On 18 May 2009, on the day Swarna was running a fever, and Siva received his son’s photo album, Prabhakaran was killed. The streets of Colombo erupted in impromptu celebrations. Sri Lankan President Mahinda Rajapaksa announced it to the world as the end of terrorism in Sri Lanka. Speaking on the government TV channel from Parliament, Rajapaksa said, “Today is a day which is very, very significant—not only to us Sri Lankans but to the entire world. Today, we have been able to liberate the entire country from the clutches of terrorism.” The war, he said, was a device for a nobler task: that of assimilating the Tamils into Sri Lanka for a unified national identity. The terrorists were taken out of the equation. Peace would prevail; warring Sinhalese and Tamil identities would be reconciled.
Most of the 300,000 people in the camps in Vavuniya hated Rajapaksa, but the speech stirred many of them. They were surprised to hear the president make the distinction between the LTTE and the Tamil people. If he was sympathetic enough to realise that all Tamils were not Tigers, maybe things would get better.
IT WOULD BE SIX MONTHS before Siva would leave the camp, briefly, with some others picked at random by the army. They were being taken to Jaffna in a bus to bring back food rations from the army camp there. As soon as their bus left Vavuniya city, it hit the A-9, the 320-km-long highway that bisects the island from the south to the north, ending at the claw-like tip of Jaffna.
To this day, the A-9 embodies the impermanence of Sri Lanka, connecting the two ethnic communities in whose name wars were waged for a quarter of a century. It was shut in war by the LTTE and opened during ceasefire. After the ‘last war’, and just before the presidential elections in January 2010, the A-9 was cleared for traffic. But this time, it didn’t comprise army vans, NGO cars, bicycles and scooters. The postwar A-9 was choc-a-bloc with tourist buses from Colombo. It had been about 30 years since Sri Lankans from the south had set eyes on the north. There was a festive air in the TV-coaches, and large families came with picnic baskets.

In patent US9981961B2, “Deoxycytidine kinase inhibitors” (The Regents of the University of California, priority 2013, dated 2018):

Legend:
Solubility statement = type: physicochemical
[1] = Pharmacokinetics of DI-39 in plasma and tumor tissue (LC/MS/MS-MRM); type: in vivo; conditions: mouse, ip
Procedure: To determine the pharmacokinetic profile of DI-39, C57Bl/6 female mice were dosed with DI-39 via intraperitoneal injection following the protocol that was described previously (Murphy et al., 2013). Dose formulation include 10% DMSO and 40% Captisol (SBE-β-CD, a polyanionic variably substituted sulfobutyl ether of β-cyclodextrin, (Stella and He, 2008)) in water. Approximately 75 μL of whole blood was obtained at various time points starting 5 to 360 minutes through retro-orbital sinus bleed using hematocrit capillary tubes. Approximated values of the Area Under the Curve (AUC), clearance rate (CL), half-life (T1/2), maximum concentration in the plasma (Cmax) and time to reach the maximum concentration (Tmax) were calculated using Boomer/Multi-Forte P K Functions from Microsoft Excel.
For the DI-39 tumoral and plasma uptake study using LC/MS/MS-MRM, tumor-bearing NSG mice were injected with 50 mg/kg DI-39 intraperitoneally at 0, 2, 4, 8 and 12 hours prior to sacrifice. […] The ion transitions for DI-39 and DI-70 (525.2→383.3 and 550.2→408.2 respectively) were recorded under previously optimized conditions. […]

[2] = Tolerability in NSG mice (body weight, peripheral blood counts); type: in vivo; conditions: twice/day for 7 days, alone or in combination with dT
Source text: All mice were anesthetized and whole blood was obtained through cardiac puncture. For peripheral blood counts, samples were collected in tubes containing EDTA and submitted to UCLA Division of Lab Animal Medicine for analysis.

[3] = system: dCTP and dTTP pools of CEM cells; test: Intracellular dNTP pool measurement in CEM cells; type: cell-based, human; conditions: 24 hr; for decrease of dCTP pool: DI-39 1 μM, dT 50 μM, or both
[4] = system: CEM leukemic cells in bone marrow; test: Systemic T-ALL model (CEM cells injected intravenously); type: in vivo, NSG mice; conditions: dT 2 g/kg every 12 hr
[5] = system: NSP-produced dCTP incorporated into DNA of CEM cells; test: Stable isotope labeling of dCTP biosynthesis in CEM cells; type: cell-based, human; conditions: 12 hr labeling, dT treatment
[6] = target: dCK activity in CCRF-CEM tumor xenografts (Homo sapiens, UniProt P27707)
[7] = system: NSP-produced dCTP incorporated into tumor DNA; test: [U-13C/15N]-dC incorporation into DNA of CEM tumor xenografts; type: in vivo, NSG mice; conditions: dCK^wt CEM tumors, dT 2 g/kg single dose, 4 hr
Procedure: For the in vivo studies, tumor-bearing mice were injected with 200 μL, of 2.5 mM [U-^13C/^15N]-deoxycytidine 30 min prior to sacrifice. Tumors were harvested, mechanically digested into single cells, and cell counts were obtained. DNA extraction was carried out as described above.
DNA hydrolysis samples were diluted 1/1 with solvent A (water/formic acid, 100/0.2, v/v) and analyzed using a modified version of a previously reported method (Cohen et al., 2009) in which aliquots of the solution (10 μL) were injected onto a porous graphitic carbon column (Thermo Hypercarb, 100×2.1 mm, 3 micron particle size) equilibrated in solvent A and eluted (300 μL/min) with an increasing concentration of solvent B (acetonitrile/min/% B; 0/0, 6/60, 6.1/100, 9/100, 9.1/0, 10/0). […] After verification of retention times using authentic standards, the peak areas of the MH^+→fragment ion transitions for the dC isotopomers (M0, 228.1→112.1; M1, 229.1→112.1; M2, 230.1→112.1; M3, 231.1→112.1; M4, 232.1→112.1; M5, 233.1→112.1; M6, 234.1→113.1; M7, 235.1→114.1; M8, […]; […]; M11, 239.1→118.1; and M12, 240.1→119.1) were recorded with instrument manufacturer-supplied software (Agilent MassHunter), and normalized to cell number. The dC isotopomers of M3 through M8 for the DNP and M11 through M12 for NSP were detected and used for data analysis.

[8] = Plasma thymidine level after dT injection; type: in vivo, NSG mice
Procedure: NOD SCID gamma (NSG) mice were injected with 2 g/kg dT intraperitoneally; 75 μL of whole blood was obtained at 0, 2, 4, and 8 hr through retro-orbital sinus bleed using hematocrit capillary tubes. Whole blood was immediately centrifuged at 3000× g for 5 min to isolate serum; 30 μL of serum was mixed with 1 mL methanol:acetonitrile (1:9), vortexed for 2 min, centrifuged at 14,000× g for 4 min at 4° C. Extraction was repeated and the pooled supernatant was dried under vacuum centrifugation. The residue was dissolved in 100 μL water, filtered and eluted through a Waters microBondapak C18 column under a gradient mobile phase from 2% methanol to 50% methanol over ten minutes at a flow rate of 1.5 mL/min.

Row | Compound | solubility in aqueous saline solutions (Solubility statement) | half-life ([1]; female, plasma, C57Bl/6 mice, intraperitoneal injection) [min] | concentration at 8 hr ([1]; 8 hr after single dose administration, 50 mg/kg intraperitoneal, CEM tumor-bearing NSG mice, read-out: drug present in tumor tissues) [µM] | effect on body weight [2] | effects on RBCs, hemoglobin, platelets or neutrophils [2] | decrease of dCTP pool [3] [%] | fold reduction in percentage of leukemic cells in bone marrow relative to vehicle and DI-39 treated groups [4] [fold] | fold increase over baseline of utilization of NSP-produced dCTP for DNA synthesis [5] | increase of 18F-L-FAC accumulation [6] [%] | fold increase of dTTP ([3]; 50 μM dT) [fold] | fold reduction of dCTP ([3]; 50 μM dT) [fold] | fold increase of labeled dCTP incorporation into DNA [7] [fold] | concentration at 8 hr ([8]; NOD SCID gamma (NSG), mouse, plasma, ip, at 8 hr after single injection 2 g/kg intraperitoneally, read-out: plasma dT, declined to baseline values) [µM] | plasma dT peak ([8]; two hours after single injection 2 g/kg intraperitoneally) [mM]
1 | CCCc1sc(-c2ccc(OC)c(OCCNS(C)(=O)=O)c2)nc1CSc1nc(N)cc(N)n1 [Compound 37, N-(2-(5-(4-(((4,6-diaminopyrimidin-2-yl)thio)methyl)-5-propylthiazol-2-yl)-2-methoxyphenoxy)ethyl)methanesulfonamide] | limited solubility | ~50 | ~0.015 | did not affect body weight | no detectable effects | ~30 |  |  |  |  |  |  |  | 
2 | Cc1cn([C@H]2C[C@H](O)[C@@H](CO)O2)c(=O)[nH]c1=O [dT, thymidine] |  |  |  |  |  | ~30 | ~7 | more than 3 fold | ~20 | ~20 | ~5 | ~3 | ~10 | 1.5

The army checkpoint in Omanthai in Vavuniya, however, remained. Buses were stopped, everyone got out, their IDs were checked. Standing in the queue, Siva felt in his pocket for his national identity card. Since the end of the war, the ID had become critical to his life. It identified him immediately as Tamil—his name was printed in both Sinhala and Tamil, while that of a non-Tamil would have been in Sinhala alone. But without it, he was suspect, a man without a record, whose very existence could drive the army to paranoia. And that could lead to anything from being arrested, sent to a detention camp, separated from your family, to being interrogated or harassed for days on end.
In an oddly conciliatory role for a people whose homes and lives were entirely lost in war, the Sri Lankan Tamils seemed to spend all their energies trying to calm the military. Everyone in Siva’s bus kept their voices low, and their opinions to themselves. They refused to converse in Tamil in the presence of a Sinhala cadet, lest he assume they were conspiring, or poking fun at him. The army was perpetually on the lookout for undercover Tigers, so Tamils—even those with nothing to hide—spent every waking moment displaying an active innocence.
As they drove up from Omanthai, Siva looked eagerly out of the window. While he was at the camp, how had his Vanni changed? The scenes whizzing past were those of trees freshly chopped down, houses recently shelled. Women and children sat outside a few haphazardly-built huts with blue tarpaulin roofs. They stared glassily at the passing vehicles. There were soldiers with guns every 15 kilometres. The Vaani looked like it had never been home to anyone.
For Siva and his family, the protracted Eelam war was devastating, but its end far more unsettling. They were finally free to move around, but aware that they were watched constantly. The army that had bombed their homes was now their neighbour and benefactor. They were desperate to start life anew but felt too hemmed in to try. In a fundamental sense, was the war over at all?